In 1996, to jog one's memory, the BJP had conceded the speakership to the Congress while settling for the deputy speaker's post, and this time round, it is working towards a quid pro quo, in reverse. Top BJP and Samata Party leaders have met with their Congress counterparts. Reports suggest that BJP president L K Advani has met his Congress counterpart Sonia Gandhi in this connection.

Obviously, Sonia holds the key to what happens in the Lok Sabha next week. "It all depends on what the Congress decides. Frankly I don't know what she thinks. And as long as we don't know who speaks on behalf of Sonia, nothing can be done," a senior UF leader told Rediff On The NeT.

As part of its woo-the-TDP campaign, reports suggest that the BJP has offered the speakership to former information and broadcasting minister S Jaipal Reddy who, strictly speaking, is not a TDP member.

The Congress, too, meanwhile, has been assessing its options. In the absence of any clear directive from Sonia Gandhi on the stand to be taken at the Speaker's election, second-rung leaders have been meeting with UF leaders to look for a viamedia. UF leaders like Harkishan Singh Surjeet and SP president Mulayam Singh Yadav, who rate defeating the BJP higher in their scheme of things than siding with the Congress, are willing to go along with a Congress Speaker in the new Lok Sabha, if only to embarrass the ruling front yet again.

But the Congress-UF camps are not confident of the outcome of these meetings, including the one held on Thursday. The UF feels the BJP has come to some sort of an understanding with Sonia, whereby while it would bag the Speaker's post, the Congress would be given the deputy speaker's post.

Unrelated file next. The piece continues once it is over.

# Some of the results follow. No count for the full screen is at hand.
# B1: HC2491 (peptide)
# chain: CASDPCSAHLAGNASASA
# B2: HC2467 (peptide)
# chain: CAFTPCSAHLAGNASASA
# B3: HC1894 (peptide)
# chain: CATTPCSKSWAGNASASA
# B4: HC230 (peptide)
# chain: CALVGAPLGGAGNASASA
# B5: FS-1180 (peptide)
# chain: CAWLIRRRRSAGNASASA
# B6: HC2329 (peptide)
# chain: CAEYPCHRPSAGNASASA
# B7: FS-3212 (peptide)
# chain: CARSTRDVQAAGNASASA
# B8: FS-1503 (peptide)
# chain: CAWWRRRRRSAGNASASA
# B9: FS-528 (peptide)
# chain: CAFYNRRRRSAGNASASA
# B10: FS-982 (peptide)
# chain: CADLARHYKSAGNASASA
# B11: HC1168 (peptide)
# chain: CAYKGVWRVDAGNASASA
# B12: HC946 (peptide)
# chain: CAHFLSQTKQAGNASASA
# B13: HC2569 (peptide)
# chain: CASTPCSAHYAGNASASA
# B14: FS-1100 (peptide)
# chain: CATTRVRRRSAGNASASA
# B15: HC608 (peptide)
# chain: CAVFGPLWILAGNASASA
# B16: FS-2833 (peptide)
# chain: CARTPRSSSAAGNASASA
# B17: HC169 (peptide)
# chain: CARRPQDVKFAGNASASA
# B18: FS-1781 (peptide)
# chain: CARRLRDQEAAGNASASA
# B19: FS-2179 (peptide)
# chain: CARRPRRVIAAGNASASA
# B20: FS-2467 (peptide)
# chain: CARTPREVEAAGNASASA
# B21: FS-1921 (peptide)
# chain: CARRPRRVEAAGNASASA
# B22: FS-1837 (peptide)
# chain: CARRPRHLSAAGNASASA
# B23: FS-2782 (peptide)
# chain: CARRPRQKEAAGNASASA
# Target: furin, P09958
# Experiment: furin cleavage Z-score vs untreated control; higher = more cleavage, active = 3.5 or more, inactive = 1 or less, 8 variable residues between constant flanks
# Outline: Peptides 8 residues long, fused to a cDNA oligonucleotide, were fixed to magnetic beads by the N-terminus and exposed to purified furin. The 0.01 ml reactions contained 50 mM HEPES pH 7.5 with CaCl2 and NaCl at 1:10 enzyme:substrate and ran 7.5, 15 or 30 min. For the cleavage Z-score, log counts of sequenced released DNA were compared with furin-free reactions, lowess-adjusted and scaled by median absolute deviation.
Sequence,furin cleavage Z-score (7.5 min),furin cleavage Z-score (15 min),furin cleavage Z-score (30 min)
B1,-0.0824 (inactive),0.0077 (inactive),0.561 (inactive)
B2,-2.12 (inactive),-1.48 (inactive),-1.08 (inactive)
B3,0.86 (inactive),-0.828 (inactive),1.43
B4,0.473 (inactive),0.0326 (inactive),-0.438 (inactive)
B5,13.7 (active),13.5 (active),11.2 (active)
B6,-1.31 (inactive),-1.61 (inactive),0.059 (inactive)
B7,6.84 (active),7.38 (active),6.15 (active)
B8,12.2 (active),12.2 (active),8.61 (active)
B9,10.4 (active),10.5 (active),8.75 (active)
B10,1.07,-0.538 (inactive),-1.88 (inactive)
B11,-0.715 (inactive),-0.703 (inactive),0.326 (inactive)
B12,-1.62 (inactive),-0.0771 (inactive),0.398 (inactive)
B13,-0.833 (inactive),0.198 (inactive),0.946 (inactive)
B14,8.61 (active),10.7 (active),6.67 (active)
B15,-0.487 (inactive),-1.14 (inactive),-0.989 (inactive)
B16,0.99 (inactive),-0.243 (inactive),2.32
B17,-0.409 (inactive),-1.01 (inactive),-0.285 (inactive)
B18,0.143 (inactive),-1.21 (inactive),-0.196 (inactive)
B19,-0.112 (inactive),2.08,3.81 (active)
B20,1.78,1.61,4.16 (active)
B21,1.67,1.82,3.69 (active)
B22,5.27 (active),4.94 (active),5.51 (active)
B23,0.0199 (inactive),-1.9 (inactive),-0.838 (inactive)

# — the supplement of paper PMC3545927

What flies against this contention is the BJP's decision to induct all three leaders tipped for the speaker's post from its side -- Sushma Swaraj, Surjeet Singh Barnala and Ram Naik -- in its council of ministers. This has led to a general feeling that it has reconciled itself to making serious compromises on this account.

The BJP, thus, is not entirely ruling out the Sangma option, thus adding more confusion. The Speaker of the 11th Lok Sabha has let it be known that he would agree to taking up the post only if he is the unanimous choice of the House.

In the meantime, the BJP is keeping its cards close to its chest, and is talking about a consensus approach in its favour. Vajpayee himself is reportedly planning to talk to Sonia Gandhi about the Speaker's post, despite his televised coldshoulder to her at Thursday's swearing-in ceremony.

"I don't rule out Vajpayee meeting Sonia. How can I rule it out? No decision has been taken yet. We are trying to have a consensus in this matter," BJP general secretary Venkaiah Naidu told Rediff On The NeT.

Sushma Swaraj, the new information and broadcasting minister, says she has always abided by the party's directives and never had ambitions of her own. Asked if she had decided to give up her claim to the Speaker's post, Swaraj said she never had any ambitions to become Speaker. "Any decision in this regard would be taken by the party leadership," she said.

Elections '98